Michael Buffer knows how to put an exclamation point on the anticipation of a major boxing match.
The veteran ring announcer stepped into the hot Las Vegas spotlights in March, knowing something the crowd didn't: that these precious seconds at the center of attention could be his last. The man whose voice had made a few simple words so famous was facing throat surgery. He had cancer.
So, he prefaced those trademarked words.
"And now, for the most famous phrase in boxing," Buffer said, then paused. "Let's get ready to ru-m-m-m-b-l-l-l-l-e!"
The crowd that filled Mandalay Bay Events Center for a super-featherweight title bout between Manny Pacquiao and Juan Manuel Marquez cheered, even if a few wondered if Buffer's ego had gone wild.
"It may be the most famous phrase in boxing, but who in the hell are you to say so?" an HBO producer text-messaged Buffer.
HBO broadcaster Larry Merchant said he sat there wondering how Joe Louis' legendary, "You can run, but you can't hide," and Muhammad Ali's, "Float like a butterfly, sting like a bee," had dropped to second and third place, but understood the announcer "was suffering through a lot of stress at the time."
Buffer's preface came a few days ahead of the surgery, in which doctors removed a cancerous lymph node attached to his tonsils. He had told only a few people about the medical plight that threatened to silence prize-fighting's prized voice, including his fiancee, family members and Merchant's HBO partners Jim Lampley and Emanuel Steward.
"When I got the diagnosis, not knowing if I'd ever work again, I asked to delay the surgery a week so I could do the Pacquiao fight," Buffer, 63, said. "They were going to be cutting into my neck, and even if I got through that, I knew the radiation can mess with your salivary gland. I don't think it'd look good announcing with a microphone in one hand and a water bottle in the other."
Looking into the mirror one day in February, he had been concerned about the shadow of a lump that emerged on the left side of his Adam's apple. He underwent an MRI exam and biopsy at USC Medical Center to investigate. Buffer answered the telephone in a Manhattan hotel room across from Madison Square Garden.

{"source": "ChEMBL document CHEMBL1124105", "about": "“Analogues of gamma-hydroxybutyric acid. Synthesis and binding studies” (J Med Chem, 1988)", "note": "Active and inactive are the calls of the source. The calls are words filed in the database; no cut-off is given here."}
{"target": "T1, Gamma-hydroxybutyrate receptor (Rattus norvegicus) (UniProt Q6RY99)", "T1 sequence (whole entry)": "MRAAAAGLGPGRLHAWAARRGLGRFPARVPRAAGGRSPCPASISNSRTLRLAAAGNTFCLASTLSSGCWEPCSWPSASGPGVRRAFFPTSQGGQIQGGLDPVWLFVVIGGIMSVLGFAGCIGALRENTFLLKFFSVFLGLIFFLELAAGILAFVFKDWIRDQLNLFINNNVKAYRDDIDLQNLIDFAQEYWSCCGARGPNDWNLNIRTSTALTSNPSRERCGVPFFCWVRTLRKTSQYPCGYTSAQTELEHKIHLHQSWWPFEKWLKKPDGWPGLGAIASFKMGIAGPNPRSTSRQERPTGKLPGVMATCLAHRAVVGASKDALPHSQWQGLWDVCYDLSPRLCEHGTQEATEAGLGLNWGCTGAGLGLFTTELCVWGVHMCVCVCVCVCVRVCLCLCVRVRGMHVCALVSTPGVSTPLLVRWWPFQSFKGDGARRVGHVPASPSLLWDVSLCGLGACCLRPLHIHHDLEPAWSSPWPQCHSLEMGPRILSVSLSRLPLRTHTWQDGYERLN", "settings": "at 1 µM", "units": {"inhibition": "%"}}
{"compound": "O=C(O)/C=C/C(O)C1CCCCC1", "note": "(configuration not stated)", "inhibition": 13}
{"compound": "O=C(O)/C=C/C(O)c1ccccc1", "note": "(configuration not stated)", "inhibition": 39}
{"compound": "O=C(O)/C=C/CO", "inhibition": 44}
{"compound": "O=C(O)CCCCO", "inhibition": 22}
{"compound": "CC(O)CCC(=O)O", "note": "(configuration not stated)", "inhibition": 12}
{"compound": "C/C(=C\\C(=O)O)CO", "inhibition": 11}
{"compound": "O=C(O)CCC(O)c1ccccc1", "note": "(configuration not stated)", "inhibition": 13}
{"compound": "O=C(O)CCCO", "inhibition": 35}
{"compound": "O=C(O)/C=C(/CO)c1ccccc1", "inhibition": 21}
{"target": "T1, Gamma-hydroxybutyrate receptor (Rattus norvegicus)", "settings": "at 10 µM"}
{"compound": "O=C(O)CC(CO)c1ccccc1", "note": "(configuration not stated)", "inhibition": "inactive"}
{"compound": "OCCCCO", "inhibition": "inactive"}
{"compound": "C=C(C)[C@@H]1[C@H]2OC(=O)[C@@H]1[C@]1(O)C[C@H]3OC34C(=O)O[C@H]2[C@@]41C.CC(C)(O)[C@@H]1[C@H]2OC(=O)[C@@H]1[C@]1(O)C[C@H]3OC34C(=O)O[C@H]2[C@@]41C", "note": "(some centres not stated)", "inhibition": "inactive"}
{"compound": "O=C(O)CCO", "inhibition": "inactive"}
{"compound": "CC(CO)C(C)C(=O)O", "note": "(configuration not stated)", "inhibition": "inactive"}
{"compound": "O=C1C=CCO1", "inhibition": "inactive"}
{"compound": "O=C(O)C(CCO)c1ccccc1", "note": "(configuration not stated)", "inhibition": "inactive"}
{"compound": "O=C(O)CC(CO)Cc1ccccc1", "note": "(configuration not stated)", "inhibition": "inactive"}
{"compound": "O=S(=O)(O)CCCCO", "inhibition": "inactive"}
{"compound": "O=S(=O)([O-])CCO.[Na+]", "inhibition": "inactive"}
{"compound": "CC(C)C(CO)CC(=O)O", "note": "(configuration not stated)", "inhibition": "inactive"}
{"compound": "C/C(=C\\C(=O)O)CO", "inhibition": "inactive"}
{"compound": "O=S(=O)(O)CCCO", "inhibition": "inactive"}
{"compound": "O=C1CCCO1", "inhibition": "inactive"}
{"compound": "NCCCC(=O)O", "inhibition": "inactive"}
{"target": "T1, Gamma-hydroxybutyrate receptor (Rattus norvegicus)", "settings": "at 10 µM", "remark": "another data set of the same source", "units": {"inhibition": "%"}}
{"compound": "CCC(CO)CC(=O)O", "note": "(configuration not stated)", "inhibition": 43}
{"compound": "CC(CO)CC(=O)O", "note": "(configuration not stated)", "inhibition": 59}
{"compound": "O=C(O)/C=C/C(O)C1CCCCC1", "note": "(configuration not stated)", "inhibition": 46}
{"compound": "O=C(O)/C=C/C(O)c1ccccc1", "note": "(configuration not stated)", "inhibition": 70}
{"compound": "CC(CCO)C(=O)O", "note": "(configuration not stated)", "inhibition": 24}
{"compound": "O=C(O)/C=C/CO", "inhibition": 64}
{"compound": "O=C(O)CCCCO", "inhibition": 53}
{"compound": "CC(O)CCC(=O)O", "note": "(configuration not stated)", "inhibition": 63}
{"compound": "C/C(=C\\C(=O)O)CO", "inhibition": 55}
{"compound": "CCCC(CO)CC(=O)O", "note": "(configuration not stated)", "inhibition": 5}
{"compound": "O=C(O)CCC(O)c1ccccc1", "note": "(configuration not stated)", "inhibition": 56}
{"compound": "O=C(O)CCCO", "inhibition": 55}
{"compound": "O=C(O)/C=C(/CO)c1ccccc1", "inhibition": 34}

"There comes a time when you know what's what," Buffer said. "You still hate to hear the word. . . . "
Prepared to announce the heavyweight title fight between Wladimir Klitschko and Sultan Ibragimov that February weekend in New York and in the midst of planning his May 10 wedding to fiancee Christine Prado (an engagement that began with a "Tonight Show" proposal), Buffer was told he had a squamous cell carcinoma.
"I'm sitting there, thinking first about my loved ones," said Buffer, who lives in Encino and is the father of two grown sons. "My fiancee is so happy, sending out invitations. Then, not knowing what would happen to me. I knew the radiation could've dried me up. For an announcer, that's the kiss of death."
Said Prado: "It was pretty emotional. He did think that next fight would be his last."
Buffer said he was "getting paperwork together, making out a will" ahead of the Las Vegas fight.
Then he learned that his foster father, Ralph Huber, with whom Buffer was close, died.
"I go into that fight knowing I had to catch a red-eye afterward to attend my father's funeral," Buffer said. "I also knew if I didn't work again, I wanted this to be a good night, and add something that months later people could say, 'Oh, I get it.' "
Buffer said his copyrighted claim to "Let's get ready to rumble!" and his own celebrity have generated $400 million in gross retail sales of video games, motion picture appearances, action figures and other licensing deals. He guards any infringement of his intellectual property intensely, suing violators.
Added boxing publicist and former ring announcer Bill Caplan: "He's the best-looking ring announcer I've ever seen, and he plays off that. He's become the standard, and stands alone like John Wayne did when he was the No. 1 box-office attraction. Even though there are others who are good, no one's a close second to Michael."
"He's made more of that role than anyone," Merchant said. "He's created a mantra that has come to signify 'big event.' "
Buffer's career started as a longshot. He was working as a model on the East Coast when his young son complained after watching a televised fight that the ring announcer spoiled the drama of a split decision by reading the two decisive judges' scores first.
Buffer agreed. So he sent a head shot and a letter to the director of entertainment at the Playboy Hotel in Atlantic City, suggesting the hotel would be "better served by someone in the ring who had a suave, James Bond appearance."
His timing was perfect. There was dissatisfaction with an announcer who had rambled so badly that he forced a Sunday CBS Sports boxing card to delay the beginning of the network's top-rated show, "60 Minutes."